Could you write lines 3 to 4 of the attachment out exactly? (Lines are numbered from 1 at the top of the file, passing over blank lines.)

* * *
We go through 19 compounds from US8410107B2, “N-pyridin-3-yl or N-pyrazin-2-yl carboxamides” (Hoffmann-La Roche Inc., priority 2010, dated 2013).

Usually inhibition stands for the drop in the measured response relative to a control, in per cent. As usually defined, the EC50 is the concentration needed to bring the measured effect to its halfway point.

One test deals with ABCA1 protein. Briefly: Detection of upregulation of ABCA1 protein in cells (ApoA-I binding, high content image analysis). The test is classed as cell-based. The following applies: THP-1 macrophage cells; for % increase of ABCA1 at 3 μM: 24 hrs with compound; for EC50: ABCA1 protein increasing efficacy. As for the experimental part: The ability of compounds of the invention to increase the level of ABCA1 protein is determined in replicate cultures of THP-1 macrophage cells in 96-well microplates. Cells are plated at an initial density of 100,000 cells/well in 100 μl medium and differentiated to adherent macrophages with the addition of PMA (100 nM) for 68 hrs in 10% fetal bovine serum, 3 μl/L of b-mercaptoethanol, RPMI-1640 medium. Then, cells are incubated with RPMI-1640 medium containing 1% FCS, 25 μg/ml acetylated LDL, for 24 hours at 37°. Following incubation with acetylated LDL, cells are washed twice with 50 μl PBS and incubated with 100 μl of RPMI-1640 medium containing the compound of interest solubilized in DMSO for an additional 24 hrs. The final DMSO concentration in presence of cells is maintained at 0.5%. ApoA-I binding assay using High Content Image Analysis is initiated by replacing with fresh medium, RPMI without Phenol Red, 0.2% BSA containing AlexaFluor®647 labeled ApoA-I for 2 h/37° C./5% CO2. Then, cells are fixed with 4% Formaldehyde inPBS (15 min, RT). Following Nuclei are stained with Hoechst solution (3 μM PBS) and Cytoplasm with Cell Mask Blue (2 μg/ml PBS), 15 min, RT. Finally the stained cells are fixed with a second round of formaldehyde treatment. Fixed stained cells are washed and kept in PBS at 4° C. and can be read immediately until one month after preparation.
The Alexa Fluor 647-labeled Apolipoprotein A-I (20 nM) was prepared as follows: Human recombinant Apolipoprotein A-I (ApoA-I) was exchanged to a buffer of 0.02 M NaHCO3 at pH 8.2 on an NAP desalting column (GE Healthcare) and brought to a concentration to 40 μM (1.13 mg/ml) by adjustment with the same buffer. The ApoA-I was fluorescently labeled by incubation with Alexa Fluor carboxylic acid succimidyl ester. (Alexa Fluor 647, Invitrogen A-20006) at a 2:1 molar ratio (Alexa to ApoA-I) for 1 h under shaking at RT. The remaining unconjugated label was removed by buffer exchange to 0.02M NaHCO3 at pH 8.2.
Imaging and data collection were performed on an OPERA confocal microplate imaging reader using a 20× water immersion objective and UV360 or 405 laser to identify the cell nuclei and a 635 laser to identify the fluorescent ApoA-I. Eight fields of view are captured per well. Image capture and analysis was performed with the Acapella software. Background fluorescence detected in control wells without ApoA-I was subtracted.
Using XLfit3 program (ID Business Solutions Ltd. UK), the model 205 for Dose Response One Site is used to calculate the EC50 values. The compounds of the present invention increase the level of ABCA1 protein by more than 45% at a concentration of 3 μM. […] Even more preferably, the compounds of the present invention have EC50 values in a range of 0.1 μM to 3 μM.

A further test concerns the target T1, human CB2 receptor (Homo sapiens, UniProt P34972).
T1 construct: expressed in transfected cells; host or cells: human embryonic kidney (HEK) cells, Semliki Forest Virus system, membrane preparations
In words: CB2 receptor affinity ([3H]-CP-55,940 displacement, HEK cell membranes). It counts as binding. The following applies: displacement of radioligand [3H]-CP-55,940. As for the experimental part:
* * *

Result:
One test deals with ABCA1 protein. Briefly: Detection of upregulation of ABCA1 protein in cells (ApoA-I binding, high content image analysis). The test is classed as cell-based. The following applies: THP-1 macrophage cells; for % increase of ABCA1 at 3 μM: 24 hrs with compound; for EC50: ABCA1 protein increasing efficacy. As for the experimental part: The ability of compounds of the invention to increase the level of ABCA1 protein is determined in replicate cultures of THP-1 macrophage cells in 96-well microplates. Cells are plated at an initial density of 100,000 cells/well in 100 μl medium and differentiated to adherent macrophages with the addition of PMA (100 nM) for 68 hrs in 10% fetal bovine serum, 3 μl/L of b-mercaptoethanol, RPMI-1640 medium. Then, cells are incubated with RPMI-1640 medium containing 1% FCS, 25 μg/ml acetylated LDL, for 24 hours at 37°. Following incubation with acetylated LDL, cells are washed twice with 50 μl PBS and incubated with 100 μl of RPMI-1640 medium containing the compound of interest solubilized in DMSO for an additional 24 hrs. The final DMSO concentration in presence of cells is maintained at 0.5%. ApoA-I binding assay using High Content Image Analysis is initiated by replacing with fresh medium, RPMI without Phenol Red, 0.2% BSA containing AlexaFluor®647 labeled ApoA-I for 2 h/37° C./5% CO2. Then, cells are fixed with 4% Formaldehyde inPBS (15 min, RT). Following Nuclei are stained with Hoechst solution (3 μM PBS) and Cytoplasm with Cell Mask Blue (2 μg/ml PBS), 15 min, RT. Finally the stained cells are fixed with a second round of formaldehyde treatment. Fixed stained cells are washed and kept in PBS at 4° C. and can be read immediately until one month after preparation.
The Alexa Fluor 647-labeled Apolipoprotein A-I (20 nM) was prepared as follows: Human recombinant Apolipoprotein A-I (ApoA-I) was exchanged to a buffer of 0.02 M NaHCO3 at pH 8.2 on an NAP desalting column (GE Healthcare) and brought to a concentration to 40 μM (1.13 mg/ml) by adjustment with the same buffer. The ApoA-I was fluorescently labeled by incubation with Alexa Fluor carboxylic acid succimidyl ester. (Alexa Fluor 647, Invitrogen A-20006) at a 2:1 molar ratio (Alexa to ApoA-I) for 1 h under shaking at RT. The remaining unconjugated label was removed by buffer exchange to 0.02M NaHCO3 at pH 8.2.